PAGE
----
I was also thinking about it in kind of silly terms like: If I am walking to work and time slows down for me as I move toward work. I'm gonna be late to work because time would go by normal for my boss, who needs me at work.

And I think that is why the light gets away if you try to catch it, because time slows down for you but not the light, and it just zooms ahead.

12. May 11, 2010

### Passionflower

Almost, given two objects you cannot say that one of them is in motion and the other one is not, they are both in motion with respect to each other. Motion is relative.

13. May 11, 2010

### Mentz114

I tried to tell the OP this in my post but I think he's away in his own world.

14. May 14, 2010

### prakash kumar

now i can see what troubles you. I didn't understand first what do want from slowing of light clock.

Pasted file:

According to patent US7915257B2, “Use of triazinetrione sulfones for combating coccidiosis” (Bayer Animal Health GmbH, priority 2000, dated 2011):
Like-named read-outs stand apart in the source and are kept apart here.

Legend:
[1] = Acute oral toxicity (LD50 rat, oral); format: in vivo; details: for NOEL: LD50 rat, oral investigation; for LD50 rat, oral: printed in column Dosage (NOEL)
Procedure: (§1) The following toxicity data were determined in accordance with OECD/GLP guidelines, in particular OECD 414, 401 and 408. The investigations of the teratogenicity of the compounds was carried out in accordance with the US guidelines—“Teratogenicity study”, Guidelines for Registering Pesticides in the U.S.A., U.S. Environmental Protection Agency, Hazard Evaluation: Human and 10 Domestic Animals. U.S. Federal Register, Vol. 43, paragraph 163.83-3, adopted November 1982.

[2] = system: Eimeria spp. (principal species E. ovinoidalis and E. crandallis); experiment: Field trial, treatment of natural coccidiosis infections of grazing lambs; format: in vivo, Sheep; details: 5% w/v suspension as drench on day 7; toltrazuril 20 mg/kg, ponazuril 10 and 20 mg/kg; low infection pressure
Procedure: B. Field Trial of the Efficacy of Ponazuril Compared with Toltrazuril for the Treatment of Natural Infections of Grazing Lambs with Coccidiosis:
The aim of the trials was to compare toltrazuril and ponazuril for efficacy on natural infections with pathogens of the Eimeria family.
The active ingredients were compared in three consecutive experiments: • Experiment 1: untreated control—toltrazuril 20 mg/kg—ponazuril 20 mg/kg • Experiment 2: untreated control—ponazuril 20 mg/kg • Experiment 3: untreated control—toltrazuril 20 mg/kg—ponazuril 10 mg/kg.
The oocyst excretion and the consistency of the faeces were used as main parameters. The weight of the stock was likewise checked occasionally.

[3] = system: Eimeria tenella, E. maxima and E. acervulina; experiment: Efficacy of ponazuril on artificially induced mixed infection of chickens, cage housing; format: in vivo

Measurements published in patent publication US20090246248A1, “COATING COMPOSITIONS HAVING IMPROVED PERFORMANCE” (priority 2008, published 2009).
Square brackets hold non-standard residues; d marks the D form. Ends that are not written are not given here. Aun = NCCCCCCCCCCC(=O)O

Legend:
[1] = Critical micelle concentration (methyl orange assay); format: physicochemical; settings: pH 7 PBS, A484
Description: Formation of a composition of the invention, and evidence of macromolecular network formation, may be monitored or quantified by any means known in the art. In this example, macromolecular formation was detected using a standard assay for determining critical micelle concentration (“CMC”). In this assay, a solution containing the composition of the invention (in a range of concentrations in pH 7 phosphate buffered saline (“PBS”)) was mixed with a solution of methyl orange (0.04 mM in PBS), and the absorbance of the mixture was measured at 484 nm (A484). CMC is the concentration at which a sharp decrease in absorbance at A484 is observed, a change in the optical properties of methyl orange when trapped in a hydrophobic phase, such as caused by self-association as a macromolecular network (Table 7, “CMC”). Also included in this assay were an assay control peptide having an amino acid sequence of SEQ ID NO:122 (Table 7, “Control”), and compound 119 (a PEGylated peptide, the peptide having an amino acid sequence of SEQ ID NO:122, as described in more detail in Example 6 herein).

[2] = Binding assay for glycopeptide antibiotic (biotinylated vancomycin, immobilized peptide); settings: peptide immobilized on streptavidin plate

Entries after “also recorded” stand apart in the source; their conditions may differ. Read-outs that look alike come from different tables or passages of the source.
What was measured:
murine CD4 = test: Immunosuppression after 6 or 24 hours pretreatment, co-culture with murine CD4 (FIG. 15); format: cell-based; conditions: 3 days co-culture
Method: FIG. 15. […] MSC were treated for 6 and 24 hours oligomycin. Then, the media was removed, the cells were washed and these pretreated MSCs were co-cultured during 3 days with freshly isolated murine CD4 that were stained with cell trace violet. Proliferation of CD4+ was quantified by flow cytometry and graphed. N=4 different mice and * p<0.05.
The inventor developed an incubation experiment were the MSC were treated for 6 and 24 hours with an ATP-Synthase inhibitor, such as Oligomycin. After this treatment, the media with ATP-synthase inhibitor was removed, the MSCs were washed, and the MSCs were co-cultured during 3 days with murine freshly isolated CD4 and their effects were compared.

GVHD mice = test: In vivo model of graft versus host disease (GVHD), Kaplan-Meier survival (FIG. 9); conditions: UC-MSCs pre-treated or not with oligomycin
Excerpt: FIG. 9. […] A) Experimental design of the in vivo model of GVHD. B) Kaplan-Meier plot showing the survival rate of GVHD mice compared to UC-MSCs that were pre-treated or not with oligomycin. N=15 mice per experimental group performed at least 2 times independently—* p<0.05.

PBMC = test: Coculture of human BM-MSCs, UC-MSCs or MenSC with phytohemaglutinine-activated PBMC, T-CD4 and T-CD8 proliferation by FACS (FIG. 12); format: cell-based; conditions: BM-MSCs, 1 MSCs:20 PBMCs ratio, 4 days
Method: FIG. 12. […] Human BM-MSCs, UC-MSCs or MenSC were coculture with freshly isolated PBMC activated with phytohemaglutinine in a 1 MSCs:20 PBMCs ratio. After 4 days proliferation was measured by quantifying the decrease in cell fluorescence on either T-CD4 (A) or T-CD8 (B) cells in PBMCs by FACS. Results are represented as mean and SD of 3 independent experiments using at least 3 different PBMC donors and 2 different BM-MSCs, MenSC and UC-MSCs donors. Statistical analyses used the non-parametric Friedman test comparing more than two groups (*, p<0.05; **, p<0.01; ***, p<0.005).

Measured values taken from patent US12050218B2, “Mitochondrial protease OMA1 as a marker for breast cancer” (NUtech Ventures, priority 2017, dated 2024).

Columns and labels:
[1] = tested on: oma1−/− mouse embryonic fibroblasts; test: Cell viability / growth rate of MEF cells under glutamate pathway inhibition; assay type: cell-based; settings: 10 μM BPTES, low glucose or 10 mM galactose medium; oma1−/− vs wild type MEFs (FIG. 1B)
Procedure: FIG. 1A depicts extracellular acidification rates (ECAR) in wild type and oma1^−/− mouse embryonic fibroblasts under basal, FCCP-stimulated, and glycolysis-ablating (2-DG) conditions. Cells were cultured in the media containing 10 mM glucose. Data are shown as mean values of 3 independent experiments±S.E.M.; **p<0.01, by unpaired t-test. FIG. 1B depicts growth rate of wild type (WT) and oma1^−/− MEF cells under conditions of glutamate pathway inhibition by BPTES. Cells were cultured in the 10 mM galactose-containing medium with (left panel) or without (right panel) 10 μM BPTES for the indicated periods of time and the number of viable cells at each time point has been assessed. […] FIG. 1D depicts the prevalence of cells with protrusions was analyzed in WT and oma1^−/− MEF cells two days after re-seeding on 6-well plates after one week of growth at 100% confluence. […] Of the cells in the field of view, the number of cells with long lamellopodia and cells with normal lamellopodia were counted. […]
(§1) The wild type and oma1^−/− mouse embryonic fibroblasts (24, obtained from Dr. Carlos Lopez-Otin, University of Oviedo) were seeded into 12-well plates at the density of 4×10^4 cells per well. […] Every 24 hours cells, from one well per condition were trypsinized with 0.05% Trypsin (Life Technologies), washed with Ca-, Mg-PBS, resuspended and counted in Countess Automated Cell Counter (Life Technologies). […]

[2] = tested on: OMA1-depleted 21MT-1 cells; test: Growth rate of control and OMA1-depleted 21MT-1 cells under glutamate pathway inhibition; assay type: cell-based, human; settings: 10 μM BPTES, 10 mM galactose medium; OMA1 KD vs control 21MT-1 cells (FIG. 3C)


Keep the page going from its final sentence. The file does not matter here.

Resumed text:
Now see, if a man in rocket is traveling at 80-90% of c and he has a light clock in rocket in which a pulse of light is bouncing up and down. for the man in rocket pulse of light is bouncing normally but for you (who is sitting on his roof with a telescope and watching the clock) the pulse isn't seem to bouncing up and down instead it will seem to bouncing diagonally and thus will have to travel a long distance and thus will take more time to complete one oscillation. what i mean to say is that due to this phenomena time will appear to go slowly for you. this is what Einstein wants to say and it is also happen to a normal clock but you have to keeep in mind that time is not absolute and changes for everyone with diffferent speed.
thanks for putting up this question.
hope you will understand.

15. May 14, 2010

### Tantalos

This is a bad example, because such behavior of light is against Maxwell equations.

16. May 15, 2010

### prakash kumar